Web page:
Childhood: The Best Time Of All Our Lives

Childhood, eh? Best time of your life. Not mine, but specifically yours.

Annoying when people say that, isn’t it. I mean, yes, childhood is generally a blast for everyone – but in this age of enforced, conspicuous nostalgia, it’s tempting to tell everyone that your youthful years were spent locked in a coal shed with only crude figurines crafted from your own filth to keep you company.

Childhood (the band), are similarly ambiguous as to whether they are fun or not. Sure, their music is a minor delight, but I couldn’t tell you definitively whether its makers were sporting wide grins or not whilst creating it.

Childhood // Paper Wave

Paper Wave is the sort of song that has already been identified as some sort of quasi-ironic “[insert genre]-wave”, probably by that mysterious panel of online taste-makers that I often read about but evidence of whom I have never actually seen.

It has the silky feel of a warm Mediterranean evening breeze – comforting, gentle and with the sense that it could transform into something altogether more thunderous at any moment. Except that it never does.

Childhood are aptly named – their songs frame half-buried feelings that never fully materialise, and are all the more beguiling for it. Great.

MORE: myspace.com/childhoodlondon

>Today’s New Band – Special Benny

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A bands’ sound matters. Well, it doesn’t, of course – this is rock and roll, yeah? – but it does. Look: as much as Steve Albini insists he’s a recording engineer, simply allowing a band to sound as they themselves desire, and not acting as their producer, he can’t ignore artists repeatedly choosing him in the hope a bit of that wonderful Albini sound – and there is one – rubs off onto their work too.

Bands always want to sound like themselves, but can’t help being swayed by the golden idea of having their hi-hats sound a bit like the ones on In Utero too.

Today’s New Band probably admire Albini as much as any other indie band, but don’t have too many sonic associations with Big Black. They sound slick – a word hung heavy with terrible Kenny G associations – but slick they are. I hope Special Benny aren’t offended by that description. By slick, I mean ‘competent, confident and crystallised’, which perhaps would have been a better starting point.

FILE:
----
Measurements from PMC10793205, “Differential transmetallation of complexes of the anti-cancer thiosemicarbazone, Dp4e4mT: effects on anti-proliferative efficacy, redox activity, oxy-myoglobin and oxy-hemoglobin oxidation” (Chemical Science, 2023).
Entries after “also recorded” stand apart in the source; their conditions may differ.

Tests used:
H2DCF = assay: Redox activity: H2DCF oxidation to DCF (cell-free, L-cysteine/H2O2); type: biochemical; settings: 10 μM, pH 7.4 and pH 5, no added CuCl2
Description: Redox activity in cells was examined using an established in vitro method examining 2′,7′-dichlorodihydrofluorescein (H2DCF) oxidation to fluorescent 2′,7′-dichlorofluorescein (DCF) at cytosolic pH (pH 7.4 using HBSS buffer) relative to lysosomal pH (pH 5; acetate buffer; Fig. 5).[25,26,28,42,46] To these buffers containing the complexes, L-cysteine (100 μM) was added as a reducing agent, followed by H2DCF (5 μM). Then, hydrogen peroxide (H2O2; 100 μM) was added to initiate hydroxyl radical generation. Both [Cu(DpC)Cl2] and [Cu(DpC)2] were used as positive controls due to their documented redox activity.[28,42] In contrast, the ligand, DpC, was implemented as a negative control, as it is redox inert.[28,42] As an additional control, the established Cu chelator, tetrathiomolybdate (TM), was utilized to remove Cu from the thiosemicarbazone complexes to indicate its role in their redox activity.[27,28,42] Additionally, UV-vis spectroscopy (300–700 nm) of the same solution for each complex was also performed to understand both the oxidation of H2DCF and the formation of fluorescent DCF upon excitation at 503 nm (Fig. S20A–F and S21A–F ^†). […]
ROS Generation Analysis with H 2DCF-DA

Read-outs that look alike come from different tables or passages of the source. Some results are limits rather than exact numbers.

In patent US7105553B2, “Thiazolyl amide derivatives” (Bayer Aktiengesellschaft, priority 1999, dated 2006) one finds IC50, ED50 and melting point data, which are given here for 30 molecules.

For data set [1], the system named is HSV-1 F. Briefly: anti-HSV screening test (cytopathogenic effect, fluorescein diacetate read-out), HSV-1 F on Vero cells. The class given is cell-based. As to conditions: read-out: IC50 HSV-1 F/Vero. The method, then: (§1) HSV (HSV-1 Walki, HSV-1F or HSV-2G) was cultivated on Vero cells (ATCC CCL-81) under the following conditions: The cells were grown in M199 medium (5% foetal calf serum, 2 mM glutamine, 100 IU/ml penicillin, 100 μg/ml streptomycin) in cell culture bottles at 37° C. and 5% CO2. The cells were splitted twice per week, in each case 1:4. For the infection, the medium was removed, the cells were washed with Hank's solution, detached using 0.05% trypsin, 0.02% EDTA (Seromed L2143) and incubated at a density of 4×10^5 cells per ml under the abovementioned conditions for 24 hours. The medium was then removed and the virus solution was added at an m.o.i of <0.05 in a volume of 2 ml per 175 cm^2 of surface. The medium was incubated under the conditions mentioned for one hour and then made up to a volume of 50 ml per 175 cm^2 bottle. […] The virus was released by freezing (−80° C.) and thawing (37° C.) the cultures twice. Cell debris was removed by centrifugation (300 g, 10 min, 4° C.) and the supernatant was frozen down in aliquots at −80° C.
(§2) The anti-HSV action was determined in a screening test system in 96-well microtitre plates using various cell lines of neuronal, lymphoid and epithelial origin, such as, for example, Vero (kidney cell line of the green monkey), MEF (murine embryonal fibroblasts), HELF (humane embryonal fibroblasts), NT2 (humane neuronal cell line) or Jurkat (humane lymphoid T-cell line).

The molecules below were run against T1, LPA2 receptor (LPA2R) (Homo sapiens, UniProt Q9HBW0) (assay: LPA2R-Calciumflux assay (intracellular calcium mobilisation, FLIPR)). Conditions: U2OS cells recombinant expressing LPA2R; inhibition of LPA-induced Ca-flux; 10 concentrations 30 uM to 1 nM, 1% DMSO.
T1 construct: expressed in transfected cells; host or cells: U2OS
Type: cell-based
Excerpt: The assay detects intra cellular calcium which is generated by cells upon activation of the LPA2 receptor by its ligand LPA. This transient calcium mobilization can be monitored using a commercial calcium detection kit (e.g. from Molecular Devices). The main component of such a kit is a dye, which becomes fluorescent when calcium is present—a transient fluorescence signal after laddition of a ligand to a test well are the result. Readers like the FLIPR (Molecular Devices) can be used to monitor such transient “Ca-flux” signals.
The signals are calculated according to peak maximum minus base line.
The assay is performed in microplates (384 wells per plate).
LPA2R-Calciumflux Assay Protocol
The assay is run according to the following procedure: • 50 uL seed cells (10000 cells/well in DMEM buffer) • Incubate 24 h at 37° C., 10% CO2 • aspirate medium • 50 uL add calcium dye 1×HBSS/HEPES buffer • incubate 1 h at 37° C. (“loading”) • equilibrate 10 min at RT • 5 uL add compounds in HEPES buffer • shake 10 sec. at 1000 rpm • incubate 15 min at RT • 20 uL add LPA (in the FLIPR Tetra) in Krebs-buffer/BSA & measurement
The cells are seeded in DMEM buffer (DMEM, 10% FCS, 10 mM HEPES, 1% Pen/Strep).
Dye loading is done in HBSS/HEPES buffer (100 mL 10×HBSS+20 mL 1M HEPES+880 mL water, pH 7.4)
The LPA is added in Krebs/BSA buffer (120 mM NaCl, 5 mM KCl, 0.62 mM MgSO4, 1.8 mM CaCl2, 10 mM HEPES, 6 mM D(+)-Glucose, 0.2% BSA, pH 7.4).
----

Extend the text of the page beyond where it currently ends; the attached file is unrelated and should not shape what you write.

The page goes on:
As it begins, Air Filter is rich and delicious and swirling, like Italian ice cream, so when it splits unexpectedly into a sax break (oh yes!), it’s a huge drum-battering shock. Drums and Phase, indulgent, peculiar and smooth, ought to be unlovable, but will win you over by sheer force of charm.

Like Hunger, it’s dinner party music in it’s most palatable, endearing form, chirpy, alive and fun – which so little ‘serious’ music is. The arrangement almost dips into Shoegaze territory, swooping and lush. “If you’re hungry you can feed on my flesh” is the only, poignant, strange lyric.

Special Benny deserve attention because of their obtuse positioning in the indie rock world. Their songs won’t – can’t – please everyone, but they’re hard to hate; and so are interesting: another word loaded with cruel complication but not a word that could be used with regards to many bands. Listen and judge.

>Today’s New Band – The Woo!Worths

>Art Brut have an ace new album out, Art Brut vs Satan. Making a connection between this and Friday’s new band would probably have been the smart thing to do, but then careful analysis of the facts has never been part of ANBAD’s ethos.

Art Brut‘s singer, Eddie Argos, has long been wide-eyed and fascinated with rock music’s bedroom/DIY underbelly. ” Why is everyone trying to sound like U2?” he asks. Slap dash for no cash/Those are the records I like/When something doesn’t sound quite right.”

It’s difficult to disagree with his logic. I’d prefer to live in a world of crackling songs made in a garden shed then listen to another super-slick Keane dirge too.

Today’s New Band don’t sound super-lo-fi, but they are in spirit, and that’s what counts. The Woo!Worths aren’t all sheen and no grit, but they manage to dip into Brian Eno’s Big Box of Smooth Smooth Sounds and pull out the interesting bits for their own use.

So from a lo-fi point of view, Konichiwa is a rock homebrew of tight 80’s sounds – synths, bright jangling guitars and vocoders. And it works, despite itself, lovable and knowing enough to pinch your attention.

Songs like Idle Hands that squelch and shimmer like a Pet Shop Boys remix, and Bug House Loco is the most fun I’ve had with my trousers on for ages. Depressingly, it’s also the most fun I’ve had with my trousers off too.

When I was at University, I worked at a Woolworth’s shop for about three months. It wasn’t the most pleasant experience; by which I mean it was mind-sappingly dreadful, and my will to live vanished the moment I stepped through the door. The Woo!Worths are what you’d assume working in a shop full of sweets, CDs and toys would be like – a load of carefree fun. And now they’ll never know the truth. Listen here!